Was Tyrrell lying awake at night worrying about Zachary? Zachary knew that the abduction had bothered Kenzie. Even though she said that it helped her to face what had happened to her, there had been an increase in her nightmares. Maybe that just meant she was dealing with her own trauma instead of suppressing it. Maybe it was a good sign. But Zachary worried about her. And now, about Tyrrell.

“Is that what’s bothering you?” he asked. “It all got resolved, and I’m okay. It was just one of those… freak things.”

“Yeah, I know. Not sure I like it, but I didn’t know you’d even been kidnapped until it was all over, so…?” Tyrrell grimaced and raised his shoulders an inch. “Okay. That’s just my big brother’s life. Being the hard-boiled detective.”

Zachary laughed. He was anything but. He was nothing like the private investigators in the TV shows and books featuring gun-toting, hair-trigger, hard-fighting, womanizing, but ruggedly handsome private eyes. He didn’t even own a gun.

“So…?” He invited Tyrrell to fill him in on what his case with Jennifer, an old school friend, had to do with Tyrrell’s distraction.

“What was it like, meeting her again? A friend from way back then?”

“It was nice…” Zachary wasn’t sure what Tyrrell was looking for. In actuality, meeting Jennifer had been hard. As nice as she was and as good a friend as she had been back then, she’d brought back memories of a difficult time in his life. A time when he had lived in a group home, he had been off of all of the meds he needed to function, dealing with bullying and all of the crap that teenagers had to deal with at school and abusers within the walls of the home. Jennifer had been a bright light in his life, but it had been a very dark time.

Tyrrell was studying Zachary closely, trying to read all of this. Zachary decided he needed to be more truthful if he hoped to get honesty from Tyrrell.

“She was nice to me then, helped me out at school. She was the only real friend I had for the time she was around. But it was a tough time. And she came to me at the hardest time in her life—after losing her teenage daughter suddenly. So it wasn’t exactly a happy reunion for her either.”

“You must have had other friends.”

“The way that I got moved around, and with the stuff I was going through? No, not really. It was a struggle to get out of bed every morning and get to school. I slept through lessons, couldn’t concentrate on the work when I was awake. Was hypervigilant. Even if some guy had wanted to be friends with me, I would probably have frozen him out, figuring he was just out to gaslight me.”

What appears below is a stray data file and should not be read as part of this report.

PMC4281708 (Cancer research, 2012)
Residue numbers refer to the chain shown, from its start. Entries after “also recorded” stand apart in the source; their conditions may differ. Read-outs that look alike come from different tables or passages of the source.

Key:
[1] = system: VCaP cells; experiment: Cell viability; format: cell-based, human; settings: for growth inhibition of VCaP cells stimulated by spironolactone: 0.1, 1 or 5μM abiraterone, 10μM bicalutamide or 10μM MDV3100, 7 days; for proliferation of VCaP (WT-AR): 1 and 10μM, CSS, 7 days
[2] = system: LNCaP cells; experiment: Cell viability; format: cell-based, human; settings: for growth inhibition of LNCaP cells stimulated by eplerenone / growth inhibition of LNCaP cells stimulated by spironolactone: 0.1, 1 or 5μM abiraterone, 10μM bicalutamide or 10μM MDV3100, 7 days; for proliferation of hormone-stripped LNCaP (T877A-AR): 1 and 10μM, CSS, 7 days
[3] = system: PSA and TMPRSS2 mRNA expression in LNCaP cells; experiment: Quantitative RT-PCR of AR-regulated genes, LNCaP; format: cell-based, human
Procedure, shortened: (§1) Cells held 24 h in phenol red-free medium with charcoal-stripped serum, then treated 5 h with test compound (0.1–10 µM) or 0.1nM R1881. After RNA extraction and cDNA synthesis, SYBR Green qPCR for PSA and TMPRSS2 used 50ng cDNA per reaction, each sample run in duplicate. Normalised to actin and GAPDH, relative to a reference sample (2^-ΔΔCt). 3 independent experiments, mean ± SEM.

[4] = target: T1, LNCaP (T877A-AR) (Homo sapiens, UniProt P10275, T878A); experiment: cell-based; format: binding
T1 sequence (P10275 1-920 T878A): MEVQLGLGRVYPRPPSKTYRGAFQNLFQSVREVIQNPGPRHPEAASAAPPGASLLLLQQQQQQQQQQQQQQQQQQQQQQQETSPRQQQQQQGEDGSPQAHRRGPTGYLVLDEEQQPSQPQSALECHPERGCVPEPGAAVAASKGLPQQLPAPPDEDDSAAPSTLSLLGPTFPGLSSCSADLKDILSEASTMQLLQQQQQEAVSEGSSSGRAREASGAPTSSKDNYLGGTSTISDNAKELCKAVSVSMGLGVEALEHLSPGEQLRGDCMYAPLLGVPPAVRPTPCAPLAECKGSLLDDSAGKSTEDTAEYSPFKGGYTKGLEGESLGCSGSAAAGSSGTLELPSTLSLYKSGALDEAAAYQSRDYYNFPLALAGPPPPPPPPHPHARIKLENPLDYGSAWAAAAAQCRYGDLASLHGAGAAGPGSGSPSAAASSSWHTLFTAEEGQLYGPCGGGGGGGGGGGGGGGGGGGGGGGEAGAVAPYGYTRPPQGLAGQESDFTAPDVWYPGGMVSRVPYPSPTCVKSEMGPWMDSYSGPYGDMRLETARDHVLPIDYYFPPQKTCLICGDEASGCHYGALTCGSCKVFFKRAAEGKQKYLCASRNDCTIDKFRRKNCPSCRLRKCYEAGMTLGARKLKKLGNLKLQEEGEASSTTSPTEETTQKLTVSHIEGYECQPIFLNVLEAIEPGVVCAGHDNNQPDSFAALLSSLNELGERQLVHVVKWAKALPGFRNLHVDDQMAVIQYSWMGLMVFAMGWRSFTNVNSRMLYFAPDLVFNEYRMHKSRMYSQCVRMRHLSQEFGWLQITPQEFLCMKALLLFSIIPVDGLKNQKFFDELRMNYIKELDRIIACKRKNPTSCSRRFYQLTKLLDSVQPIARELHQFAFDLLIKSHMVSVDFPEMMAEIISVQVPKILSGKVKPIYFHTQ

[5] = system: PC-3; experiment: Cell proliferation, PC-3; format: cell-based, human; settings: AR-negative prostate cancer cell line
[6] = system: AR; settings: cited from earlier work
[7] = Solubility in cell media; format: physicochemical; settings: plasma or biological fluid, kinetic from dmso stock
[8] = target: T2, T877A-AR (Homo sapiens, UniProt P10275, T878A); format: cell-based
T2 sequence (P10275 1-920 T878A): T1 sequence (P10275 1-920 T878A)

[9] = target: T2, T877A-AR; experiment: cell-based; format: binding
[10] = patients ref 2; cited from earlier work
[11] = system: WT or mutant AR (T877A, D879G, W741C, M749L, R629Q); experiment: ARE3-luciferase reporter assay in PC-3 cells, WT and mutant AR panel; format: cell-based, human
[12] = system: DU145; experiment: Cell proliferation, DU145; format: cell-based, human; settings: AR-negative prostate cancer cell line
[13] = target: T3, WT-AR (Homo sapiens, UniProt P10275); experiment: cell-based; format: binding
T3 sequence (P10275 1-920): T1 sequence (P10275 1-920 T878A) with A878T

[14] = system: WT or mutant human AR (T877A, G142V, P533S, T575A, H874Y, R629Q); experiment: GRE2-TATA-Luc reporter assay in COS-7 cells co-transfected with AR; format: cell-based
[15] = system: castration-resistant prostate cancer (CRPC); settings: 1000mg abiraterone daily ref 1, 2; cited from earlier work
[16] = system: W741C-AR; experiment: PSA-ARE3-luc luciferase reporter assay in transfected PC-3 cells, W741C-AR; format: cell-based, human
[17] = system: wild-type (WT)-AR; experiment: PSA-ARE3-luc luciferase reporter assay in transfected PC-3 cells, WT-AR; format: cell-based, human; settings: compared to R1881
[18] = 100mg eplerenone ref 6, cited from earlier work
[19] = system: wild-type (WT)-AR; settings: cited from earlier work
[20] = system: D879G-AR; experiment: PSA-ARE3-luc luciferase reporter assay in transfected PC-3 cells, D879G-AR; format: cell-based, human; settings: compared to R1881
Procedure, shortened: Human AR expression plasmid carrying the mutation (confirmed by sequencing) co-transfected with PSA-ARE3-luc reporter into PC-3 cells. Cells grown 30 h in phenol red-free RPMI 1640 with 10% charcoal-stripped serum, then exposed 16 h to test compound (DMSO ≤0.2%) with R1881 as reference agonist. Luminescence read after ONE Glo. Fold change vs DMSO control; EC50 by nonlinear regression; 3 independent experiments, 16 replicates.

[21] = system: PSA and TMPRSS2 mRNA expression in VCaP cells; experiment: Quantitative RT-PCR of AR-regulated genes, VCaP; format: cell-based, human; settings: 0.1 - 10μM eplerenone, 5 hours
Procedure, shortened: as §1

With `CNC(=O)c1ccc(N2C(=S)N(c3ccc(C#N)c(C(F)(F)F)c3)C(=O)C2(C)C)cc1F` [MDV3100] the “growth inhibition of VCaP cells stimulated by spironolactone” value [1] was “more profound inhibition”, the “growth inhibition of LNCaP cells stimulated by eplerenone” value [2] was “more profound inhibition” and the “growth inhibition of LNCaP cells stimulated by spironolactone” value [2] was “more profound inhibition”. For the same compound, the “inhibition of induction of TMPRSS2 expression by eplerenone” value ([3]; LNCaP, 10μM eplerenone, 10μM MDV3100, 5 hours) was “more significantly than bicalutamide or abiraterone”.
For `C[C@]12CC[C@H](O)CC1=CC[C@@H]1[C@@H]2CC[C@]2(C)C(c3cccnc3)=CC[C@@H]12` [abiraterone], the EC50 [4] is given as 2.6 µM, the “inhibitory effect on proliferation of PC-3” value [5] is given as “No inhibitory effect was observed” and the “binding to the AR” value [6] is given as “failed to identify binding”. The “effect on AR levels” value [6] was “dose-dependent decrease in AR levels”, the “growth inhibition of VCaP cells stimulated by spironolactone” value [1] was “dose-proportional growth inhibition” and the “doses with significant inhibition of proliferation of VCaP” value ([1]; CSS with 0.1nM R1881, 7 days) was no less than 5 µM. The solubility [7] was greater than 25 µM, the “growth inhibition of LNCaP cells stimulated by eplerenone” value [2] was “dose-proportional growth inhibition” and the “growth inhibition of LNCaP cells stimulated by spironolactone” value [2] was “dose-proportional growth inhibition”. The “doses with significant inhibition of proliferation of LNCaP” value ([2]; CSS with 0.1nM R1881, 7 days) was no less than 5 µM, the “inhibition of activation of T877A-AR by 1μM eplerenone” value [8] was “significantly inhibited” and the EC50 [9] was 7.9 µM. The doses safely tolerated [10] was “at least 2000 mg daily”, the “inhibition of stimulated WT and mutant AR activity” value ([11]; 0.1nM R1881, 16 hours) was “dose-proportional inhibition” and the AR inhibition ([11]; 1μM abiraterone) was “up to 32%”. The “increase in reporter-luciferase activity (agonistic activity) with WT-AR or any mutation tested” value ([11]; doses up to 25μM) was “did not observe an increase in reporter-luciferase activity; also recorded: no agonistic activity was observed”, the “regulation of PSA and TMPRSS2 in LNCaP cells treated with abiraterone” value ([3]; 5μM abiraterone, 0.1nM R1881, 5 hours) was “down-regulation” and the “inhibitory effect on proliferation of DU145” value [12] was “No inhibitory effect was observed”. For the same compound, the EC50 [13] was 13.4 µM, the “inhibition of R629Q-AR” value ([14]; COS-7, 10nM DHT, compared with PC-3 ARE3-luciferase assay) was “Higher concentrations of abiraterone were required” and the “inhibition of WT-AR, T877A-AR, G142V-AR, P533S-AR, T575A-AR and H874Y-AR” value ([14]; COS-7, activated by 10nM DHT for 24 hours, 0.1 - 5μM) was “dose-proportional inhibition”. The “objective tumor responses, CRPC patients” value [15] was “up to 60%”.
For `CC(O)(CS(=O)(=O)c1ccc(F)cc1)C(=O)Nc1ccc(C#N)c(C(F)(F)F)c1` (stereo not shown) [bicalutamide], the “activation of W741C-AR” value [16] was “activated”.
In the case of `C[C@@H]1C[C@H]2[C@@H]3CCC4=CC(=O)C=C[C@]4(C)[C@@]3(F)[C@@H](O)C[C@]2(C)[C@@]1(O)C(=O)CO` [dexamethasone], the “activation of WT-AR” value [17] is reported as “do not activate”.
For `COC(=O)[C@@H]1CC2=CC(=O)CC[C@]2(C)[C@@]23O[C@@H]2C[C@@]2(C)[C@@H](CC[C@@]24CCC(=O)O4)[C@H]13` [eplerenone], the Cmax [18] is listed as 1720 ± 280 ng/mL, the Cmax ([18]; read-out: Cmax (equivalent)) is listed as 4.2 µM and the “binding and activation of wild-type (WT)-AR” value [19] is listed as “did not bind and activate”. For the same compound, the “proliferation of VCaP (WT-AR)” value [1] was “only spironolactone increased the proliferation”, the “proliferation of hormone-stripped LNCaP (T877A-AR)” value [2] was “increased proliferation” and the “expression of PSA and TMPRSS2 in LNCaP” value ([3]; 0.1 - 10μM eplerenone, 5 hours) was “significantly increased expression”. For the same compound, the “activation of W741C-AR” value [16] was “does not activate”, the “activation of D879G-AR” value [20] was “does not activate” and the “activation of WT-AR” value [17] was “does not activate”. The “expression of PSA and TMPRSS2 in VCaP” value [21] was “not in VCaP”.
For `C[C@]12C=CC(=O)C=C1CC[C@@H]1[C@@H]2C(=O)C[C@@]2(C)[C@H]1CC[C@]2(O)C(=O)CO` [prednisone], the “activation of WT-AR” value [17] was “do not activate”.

Tyrrell nodded. Maybe he had experienced some level of the same thing. He had been luckier than Zachary. One of the younger children in the family, he had been through less abuse, and had been removed from an unsafe environment earlier in life than Zachary had. He had been able to stay with Vince and Mindy, the two youngest children, and all three had been adopted together. But he had still had to go through that trauma, and obviously still had the ADHD genes that Zachary did, and their father’s addiction issues. He had dealt with his troubles in his own way.

“With Jennifer… she was in the same group home as I was, so we had contact that way, and she was willing to help me with my schoolwork at home at night. And stood up for me at school. So… I let her in.”

“It must have been good to see her again after all that time,” Tyrrell said. “Especially if she was your best friend.”

Zachary tried to think of a way to encourage Tyrrell without actually lying and saying that he had enjoyed meeting with Jennifer again. “It had been a long time,” he said finally, and looked at Tyrrell expectantly. It was Tyrrell’s turn to contribute and explain his thoughts. What had been on his mind so much that it was disrupting his sleep and work. Maybe if it could be addressed, Tyrrell would be able to move forward rather than falling back on the behavior that had worked before—turning to the bottle.